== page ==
Moody's Investors Service has upgraded its ratings on several tranches of a Hong Kong CMBS deal, due to the transaction's robust performance in difficult economic circumstances. The move is likely to encourage potential issuers of CMBS transactions in Hong Kong and make deals more efficient.

The transaction in question - Harbour City Funding 1 - was issued by property group Wharf Holdings in February 1999 and backed by a portfolio of retail and office properties. It was lead managed by Merrill Lynch and totaled US$575.2 million - at the time, the biggest ever non-Japan Asian ABS deal.

Five series of notes were upgraded: series B1 US$70 million floating rate notes, from Aa2 to Aa1; series B2 HK$319.9 million floating rate notes, from Aa2 to Aa1; series B3 HK$67.5 million fixed rate notes, from Aa2 to Aa1; series C2 HK$260 million floating rate notes, from A2 to A1; and series C3 HK$295.3 million fixed rate notes, from A2 to A1.

Not surprisingly, the triple-A ratings assigned to the senior tranches, A1 through A3, have remained the same. So too has the A3 rating of the C1 series US$54.05 million floating rate notes, which was not fully covered for convertibility and transferability by the swap provided by Merrill Lynch, which allowed the other notes to be rated above Hong Kong's A3 foreign currency sovereign ceiling.

Fitch IBCA also rated the deal, but it is not known whether Fitch has any plans to take a similar move.

Moody's took the action because, while there has been some decline in the rental and occupancy rates in the office sites in the property portfolio, this has been more than compensated for by an increase in occupancy in the retail portions of the portfolio.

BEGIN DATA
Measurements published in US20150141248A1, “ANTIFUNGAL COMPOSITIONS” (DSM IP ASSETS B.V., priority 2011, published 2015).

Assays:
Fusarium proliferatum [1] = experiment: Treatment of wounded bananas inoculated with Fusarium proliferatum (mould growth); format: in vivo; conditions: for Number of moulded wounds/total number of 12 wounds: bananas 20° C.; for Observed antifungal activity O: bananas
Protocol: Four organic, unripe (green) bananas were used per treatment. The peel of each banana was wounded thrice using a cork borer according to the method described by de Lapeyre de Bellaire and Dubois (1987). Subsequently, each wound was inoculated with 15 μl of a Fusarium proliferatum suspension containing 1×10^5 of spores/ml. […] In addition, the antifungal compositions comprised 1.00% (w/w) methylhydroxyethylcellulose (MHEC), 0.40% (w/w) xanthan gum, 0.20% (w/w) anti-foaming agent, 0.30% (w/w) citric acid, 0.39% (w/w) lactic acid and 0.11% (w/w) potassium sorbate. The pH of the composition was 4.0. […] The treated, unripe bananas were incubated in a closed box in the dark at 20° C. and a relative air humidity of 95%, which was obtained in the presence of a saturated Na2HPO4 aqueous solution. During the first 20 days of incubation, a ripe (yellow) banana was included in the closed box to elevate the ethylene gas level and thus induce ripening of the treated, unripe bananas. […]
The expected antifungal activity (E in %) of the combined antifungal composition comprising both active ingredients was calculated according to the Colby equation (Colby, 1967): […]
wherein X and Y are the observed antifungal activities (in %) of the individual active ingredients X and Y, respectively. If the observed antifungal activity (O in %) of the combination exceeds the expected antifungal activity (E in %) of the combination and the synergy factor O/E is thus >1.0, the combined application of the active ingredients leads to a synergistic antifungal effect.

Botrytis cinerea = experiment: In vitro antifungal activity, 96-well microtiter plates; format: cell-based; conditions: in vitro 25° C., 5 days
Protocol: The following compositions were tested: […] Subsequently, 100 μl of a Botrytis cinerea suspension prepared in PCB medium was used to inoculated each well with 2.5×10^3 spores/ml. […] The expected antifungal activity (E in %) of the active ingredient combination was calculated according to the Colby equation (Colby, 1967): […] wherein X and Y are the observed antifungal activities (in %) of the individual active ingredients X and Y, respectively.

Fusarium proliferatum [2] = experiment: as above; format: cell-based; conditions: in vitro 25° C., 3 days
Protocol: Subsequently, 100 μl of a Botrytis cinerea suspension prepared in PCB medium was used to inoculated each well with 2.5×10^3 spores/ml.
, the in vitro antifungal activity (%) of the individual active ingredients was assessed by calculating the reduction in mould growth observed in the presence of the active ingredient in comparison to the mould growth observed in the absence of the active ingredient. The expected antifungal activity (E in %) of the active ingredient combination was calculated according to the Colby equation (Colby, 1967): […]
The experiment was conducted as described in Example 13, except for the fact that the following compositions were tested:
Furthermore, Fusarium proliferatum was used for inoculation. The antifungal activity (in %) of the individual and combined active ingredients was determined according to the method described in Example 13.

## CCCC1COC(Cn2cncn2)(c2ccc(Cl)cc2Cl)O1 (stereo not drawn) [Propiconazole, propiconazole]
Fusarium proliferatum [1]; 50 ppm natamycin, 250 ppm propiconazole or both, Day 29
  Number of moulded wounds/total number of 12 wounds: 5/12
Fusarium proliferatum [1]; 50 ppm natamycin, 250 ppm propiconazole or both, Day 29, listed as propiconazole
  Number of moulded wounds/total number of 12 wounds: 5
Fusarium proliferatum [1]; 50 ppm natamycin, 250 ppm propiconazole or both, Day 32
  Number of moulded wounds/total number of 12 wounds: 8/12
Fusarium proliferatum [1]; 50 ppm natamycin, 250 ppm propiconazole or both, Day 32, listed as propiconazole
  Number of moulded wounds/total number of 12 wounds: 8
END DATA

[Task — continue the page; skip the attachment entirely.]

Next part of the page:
Taken together, cashflows have stayed at about the same level as when the deal launched, said Jerome Cheng, an associate analyst in the agency's Hong Kong structured finance team.

Just as importantly, this has happened during a time when the Hong Kong commercial property market has experienced its worst downturn for many years, in the aftermath of the Asian financial crisis. "When the deal was done we were still in the middle of the financial crisis, so the assumption we took was that the commercial property sector would come under severe pressure," explained Michael Ye, the head of Moody's structured finance team in Hong Kong. "But, while there was severe pressure, these particular properties weathered the storm better than we expected."

Issuers considering future CMBS deals and those with deals in the pipeline will welcome the news and the possibility that rating agencies may be able to make less conservative assumptions on future deals thanks to the Harbour City Funding's robust performance in a difficult environment.

Property firm Paliburg, for instance, is closing in on its first CMBS transaction, backed by its Kowloon City Plaza and Paliburg Plaza buildings. The deal, which is being arranged by SG Asia and is expected to be worth between HK$800 million (US$103 million) and HK$1 billion, is scheduled to hit the local market in the next few weeks.

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